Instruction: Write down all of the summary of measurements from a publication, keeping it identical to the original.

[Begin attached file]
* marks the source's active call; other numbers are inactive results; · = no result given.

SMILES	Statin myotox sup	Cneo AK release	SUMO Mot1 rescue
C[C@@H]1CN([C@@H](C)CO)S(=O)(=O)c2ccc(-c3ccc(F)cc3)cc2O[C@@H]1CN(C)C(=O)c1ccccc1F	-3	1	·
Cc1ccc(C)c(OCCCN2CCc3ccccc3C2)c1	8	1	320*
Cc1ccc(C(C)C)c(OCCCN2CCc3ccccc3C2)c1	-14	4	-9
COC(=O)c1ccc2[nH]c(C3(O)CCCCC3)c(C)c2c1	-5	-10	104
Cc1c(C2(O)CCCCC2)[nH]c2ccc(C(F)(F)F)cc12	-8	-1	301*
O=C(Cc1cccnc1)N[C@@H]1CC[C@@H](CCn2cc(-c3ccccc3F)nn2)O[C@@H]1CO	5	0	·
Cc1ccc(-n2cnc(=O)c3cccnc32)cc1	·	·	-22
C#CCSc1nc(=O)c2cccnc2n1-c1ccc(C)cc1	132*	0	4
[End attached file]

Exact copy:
* marks the source's active call; other numbers are inactive results; · = no result given.

SMILES	Statin myotox sup	Cneo AK release	SUMO Mot1 rescue
C[C@@H]1CN([C@@H](C)CO)S(=O)(=O)c2ccc(-c3ccc(F)cc3)cc2O[C@@H]1CN(C)C(=O)c1ccccc1F	-3	1	·
Cc1ccc(C)c(OCCCN2CCc3ccccc3C2)c1	8	1	320*
Cc1ccc(C(C)C)c(OCCCN2CCc3ccccc3C2)c1	-14	4	-9
COC(=O)c1ccc2[nH]c(C3(O)CCCCC3)c(C)c2c1	-5	-10	104
Cc1c(C2(O)CCCCC2)[nH]c2ccc(C(F)(F)F)cc12	-8	-1	301*
O=C(Cc1cccnc1)N[C@@H]1CC[C@@H](CCn2cc(-c3ccccc3F)nn2)O[C@@H]1CO	5	0	·
Cc1ccc(-n2cnc(=O)c3cccnc32)cc1	·	·	-22
C#CCSc1nc(=O)c2cccnc2n1-c1ccc(C)cc1	132*	0	4